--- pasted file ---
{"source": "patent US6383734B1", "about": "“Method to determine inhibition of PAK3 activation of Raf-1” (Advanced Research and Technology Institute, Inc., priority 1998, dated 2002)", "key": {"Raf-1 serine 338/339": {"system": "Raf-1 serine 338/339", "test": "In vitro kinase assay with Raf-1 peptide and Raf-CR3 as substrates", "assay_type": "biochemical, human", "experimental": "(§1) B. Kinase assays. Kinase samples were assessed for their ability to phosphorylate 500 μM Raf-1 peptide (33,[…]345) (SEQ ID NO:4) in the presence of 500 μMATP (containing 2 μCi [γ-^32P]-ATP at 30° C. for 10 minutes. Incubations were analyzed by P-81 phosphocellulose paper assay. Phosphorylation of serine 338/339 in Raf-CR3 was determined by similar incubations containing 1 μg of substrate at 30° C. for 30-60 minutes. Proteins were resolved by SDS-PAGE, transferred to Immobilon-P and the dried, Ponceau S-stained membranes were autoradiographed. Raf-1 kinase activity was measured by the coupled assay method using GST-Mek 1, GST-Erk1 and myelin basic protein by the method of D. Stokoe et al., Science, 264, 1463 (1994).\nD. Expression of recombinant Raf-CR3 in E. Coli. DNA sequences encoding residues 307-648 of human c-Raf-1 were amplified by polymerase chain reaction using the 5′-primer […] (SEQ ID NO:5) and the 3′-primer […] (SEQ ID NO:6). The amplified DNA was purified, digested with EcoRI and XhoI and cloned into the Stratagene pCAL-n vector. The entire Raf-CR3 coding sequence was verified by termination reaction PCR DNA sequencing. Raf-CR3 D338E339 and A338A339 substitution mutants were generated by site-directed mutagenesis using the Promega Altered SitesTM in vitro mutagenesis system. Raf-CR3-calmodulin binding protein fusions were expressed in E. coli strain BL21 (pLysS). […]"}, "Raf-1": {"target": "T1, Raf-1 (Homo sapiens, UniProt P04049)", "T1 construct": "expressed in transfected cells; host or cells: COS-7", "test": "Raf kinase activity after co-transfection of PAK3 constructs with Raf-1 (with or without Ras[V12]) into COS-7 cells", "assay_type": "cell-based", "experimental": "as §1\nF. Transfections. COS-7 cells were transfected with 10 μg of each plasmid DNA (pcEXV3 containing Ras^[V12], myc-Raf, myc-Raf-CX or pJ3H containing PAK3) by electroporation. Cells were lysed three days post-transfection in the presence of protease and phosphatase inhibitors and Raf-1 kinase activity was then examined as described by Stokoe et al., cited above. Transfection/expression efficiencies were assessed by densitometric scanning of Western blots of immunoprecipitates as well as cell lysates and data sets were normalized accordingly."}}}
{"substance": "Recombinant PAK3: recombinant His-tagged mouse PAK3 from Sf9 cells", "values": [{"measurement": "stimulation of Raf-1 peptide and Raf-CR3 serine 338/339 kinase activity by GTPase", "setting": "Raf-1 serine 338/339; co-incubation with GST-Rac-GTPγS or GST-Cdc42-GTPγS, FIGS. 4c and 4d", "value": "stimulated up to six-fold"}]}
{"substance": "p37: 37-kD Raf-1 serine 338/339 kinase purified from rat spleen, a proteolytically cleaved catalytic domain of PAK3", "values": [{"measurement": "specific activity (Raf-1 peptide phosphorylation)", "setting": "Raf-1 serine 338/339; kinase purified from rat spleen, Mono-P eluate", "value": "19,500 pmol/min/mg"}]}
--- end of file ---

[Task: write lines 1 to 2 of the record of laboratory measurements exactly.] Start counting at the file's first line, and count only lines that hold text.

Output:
{"source": "patent US6383734B1", "about": "“Method to determine inhibition of PAK3 activation of Raf-1” (Advanced Research and Technology Institute, Inc., priority 1998, dated 2002)", "key": {"Raf-1 serine 338/339": {"system": "Raf-1 serine 338/339", "test": "In vitro kinase assay with Raf-1 peptide and Raf-CR3 as substrates", "assay_type": "biochemical, human", "experimental": "(§1) B. Kinase assays. Kinase samples were assessed for their ability to phosphorylate 500 μM Raf-1 peptide (33,[…]345) (SEQ ID NO:4) in the presence of 500 μMATP (containing 2 μCi [γ-^32P]-ATP at 30° C. for 10 minutes. Incubations were analyzed by P-81 phosphocellulose paper assay. Phosphorylation of serine 338/339 in Raf-CR3 was determined by similar incubations containing 1 μg of substrate at 30° C. for 30-60 minutes. Proteins were resolved by SDS-PAGE, transferred to Immobilon-P and the dried, Ponceau S-stained membranes were autoradiographed. Raf-1 kinase activity was measured by the coupled assay method using GST-Mek 1, GST-Erk1 and myelin basic protein by the method of D. Stokoe et al., Science, 264, 1463 (1994).\nD. Expression of recombinant Raf-CR3 in E. Coli. DNA sequences encoding residues 307-648 of human c-Raf-1 were amplified by polymerase chain reaction using the 5′-primer […] (SEQ ID NO:5) and the 3′-primer […] (SEQ ID NO:6). The amplified DNA was purified, digested with EcoRI and XhoI and cloned into the Stratagene pCAL-n vector. The entire Raf-CR3 coding sequence was verified by termination reaction PCR DNA sequencing. Raf-CR3 D338E339 and A338A339 substitution mutants were generated by site-directed mutagenesis using the Promega Altered SitesTM in vitro mutagenesis system. Raf-CR3-calmodulin binding protein fusions were expressed in E. coli strain BL21 (pLysS). […]"}, "Raf-1": {"target": "T1, Raf-1 (Homo sapiens, UniProt P04049)", "T1 construct": "expressed in transfected cells; host or cells: COS-7", "test": "Raf kinase activity after co-transfection of PAK3 constructs with Raf-1 (with or without Ras[V12]) into COS-7 cells", "assay_type": "cell-based", "experimental": "as §1\nF. Transfections. COS-7 cells were transfected with 10 μg of each plasmid DNA (pcEXV3 containing Ras^[V12], myc-Raf, myc-Raf-CX or pJ3H containing PAK3) by electroporation. Cells were lysed three days post-transfection in the presence of protease and phosphatase inhibitors and Raf-1 kinase activity was then examined as described by Stokoe et al., cited above. Transfection/expression efficiencies were assessed by densitometric scanning of Western blots of immunoprecipitates as well as cell lysates and data sets were normalized accordingly."}}}
{"substance": "Recombinant PAK3: recombinant His-tagged mouse PAK3 from Sf9 cells", "values": [{"measurement": "stimulation of Raf-1 peptide and Raf-CR3 serine 338/339 kinase activity by GTPase", "setting": "Raf-1 serine 338/339; co-incubation with GST-Rac-GTPγS or GST-Cdc42-GTPγS, FIGS. 4c and 4d", "value": "stimulated up to six-fold"}]}